4 Introduction myself good and bad news! –The bad news – the jury is out! –The good news – growing evidence and examples from new projects and initiatives with the opportunity to build on and extend others experience
5 Whats the problem? #1 Consider the issues buried in the title of this paper –the implications of developing –effective for whom? –clarifying the purposes of assessment –the notion of strategy
6 Whats the problem? #2 See the PASS Issues Paper –Please comment/feedback and use Would highlight: –Assessment drives and channels –What/why are we measuring: the slowly learnt –Limitations of grading systems (e.g. marks are not numbers) –Implications for course structures/regulations –
7 Introducing the projects PASS project #1 PASS project NTFS group project over 3 years –One year of development and investigation and two years of implementation Consortium –Led by Bradford –2 CETLs – ASKE and AfL –Plus Exeter, Plymouth and Leeds Met.
8 PASS project #2 Outcomes and outputs –approaches to PBA –choice and consequence guides –workshop and resources for local implementation –case studies from different disciplines
9 TESTA projectTESTA project, #1 NTFS group project with 4 partner universities aims to improve the quality of student learning through addressing programme- level assessment.
10 TESTA projectTESTA project # 2 starting from audit of current practice, so far looked at nine programmes surveyed students using focus groups and AEQ – Assessment Experience Questionnaire – Graham Gibbs et al also using tool to identify programme level assessment environments (Gibbs)
11 Issues to disentangle include: Defining assessment Assessment environments and their impact Defining programme-based assessment Student perceptions and expectations The need for a strategic approach Grading and credit
12 Defining assessment: a challenge –program outcomes need to be assessed in complex, multidimensional student performances –Multidimensional performance entails the whole dynamic nexus of the individuals intentions, thoughts, feelings, and construals in a dynamic line of action and his or her entanglement in an evolving situation and its broader context. Such a context may be within or across work, family, civic, or other settings. –(Rogers, Mentkowski, & Reisetter Hart, 2006, p. 498).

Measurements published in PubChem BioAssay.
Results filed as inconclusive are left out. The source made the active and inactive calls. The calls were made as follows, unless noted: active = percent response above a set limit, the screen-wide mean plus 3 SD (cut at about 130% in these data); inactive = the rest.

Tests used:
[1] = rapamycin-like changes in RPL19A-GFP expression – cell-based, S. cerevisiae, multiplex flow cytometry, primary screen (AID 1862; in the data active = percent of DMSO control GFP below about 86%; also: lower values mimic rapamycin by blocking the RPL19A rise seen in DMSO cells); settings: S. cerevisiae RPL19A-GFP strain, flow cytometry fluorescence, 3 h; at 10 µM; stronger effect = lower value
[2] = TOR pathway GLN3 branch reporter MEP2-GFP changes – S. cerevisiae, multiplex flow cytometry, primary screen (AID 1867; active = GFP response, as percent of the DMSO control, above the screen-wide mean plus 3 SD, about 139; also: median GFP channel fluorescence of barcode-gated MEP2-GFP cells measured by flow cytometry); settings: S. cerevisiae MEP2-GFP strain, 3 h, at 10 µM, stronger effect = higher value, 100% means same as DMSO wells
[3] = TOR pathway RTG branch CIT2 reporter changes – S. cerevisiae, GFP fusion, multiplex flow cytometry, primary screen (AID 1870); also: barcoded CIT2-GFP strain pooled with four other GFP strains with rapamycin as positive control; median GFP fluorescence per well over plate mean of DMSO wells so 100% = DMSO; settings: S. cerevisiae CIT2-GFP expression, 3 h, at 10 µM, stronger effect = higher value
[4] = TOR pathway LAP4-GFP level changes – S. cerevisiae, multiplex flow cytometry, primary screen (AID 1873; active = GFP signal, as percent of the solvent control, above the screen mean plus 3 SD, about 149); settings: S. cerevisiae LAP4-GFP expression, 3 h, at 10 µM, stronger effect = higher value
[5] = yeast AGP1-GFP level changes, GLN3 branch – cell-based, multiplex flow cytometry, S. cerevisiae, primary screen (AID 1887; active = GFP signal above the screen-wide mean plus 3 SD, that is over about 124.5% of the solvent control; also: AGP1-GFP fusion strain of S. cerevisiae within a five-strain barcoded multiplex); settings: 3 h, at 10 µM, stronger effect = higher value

13 Assessment environment and impact Interim findings from TESTA –variety of assessments can cause problems –Issues over understanding assessment criteria, marker variation, and feedback –variation across programmes –QA myths and traditions can get in the way
15 Typical student perceptions and concerns (based on PASS) perceptions of the course are variable. assessment experienced as fragmented. anxieties re move to more integrated assessment – perceived risk in terms of performance. Concerns about feedback and timing.
16 The need for strategy An example finding from Gibbs –greater explicitness of goals and standards was not associated with students experiencing the goals and standards to be clearer And what did make a difference?
17 The need for strategy An example finding from Gibbs –greater explicitness of goals and standards was not associated with students experiencing the goals and standards to be clearer And what did make a difference? Formative-only assessment More oral feedback Students came to understand standards through many cycles of practice and feedback
18 An example: Peninsula Medical School NB Case study forthcoming from PASS Includes: four assessment modules that run through the 5 year undergraduate medical programme and are not linked directly to specific areas of teaching focus on high-quality learning (Mattick and Knight, 2007)
19 Issues re grading and credit Teaching/assessment links The assessment/credit link Credit cf accreditation Threshold cf grades in performance
21 And back to effective assessment strategy Will it explain to staff, students and external agencies: –How the course/programme assesses the main outcomes? –How assessment and teaching are linked? –How assessment both supports high-quality learning and develops it over the course?
22 And finally … Other initiatives and events, e.g. –EARLI conference later this year –Growth of work on feedback (e.g. use of audio as in ASEL)
23 And absolutely finally … Contacts for PASS The project website Project Director: Peter Hartley firstname.lastname@example.org email@example.com Project Manager: Ruth Whitfield firstname.lastname@example.org email@example.com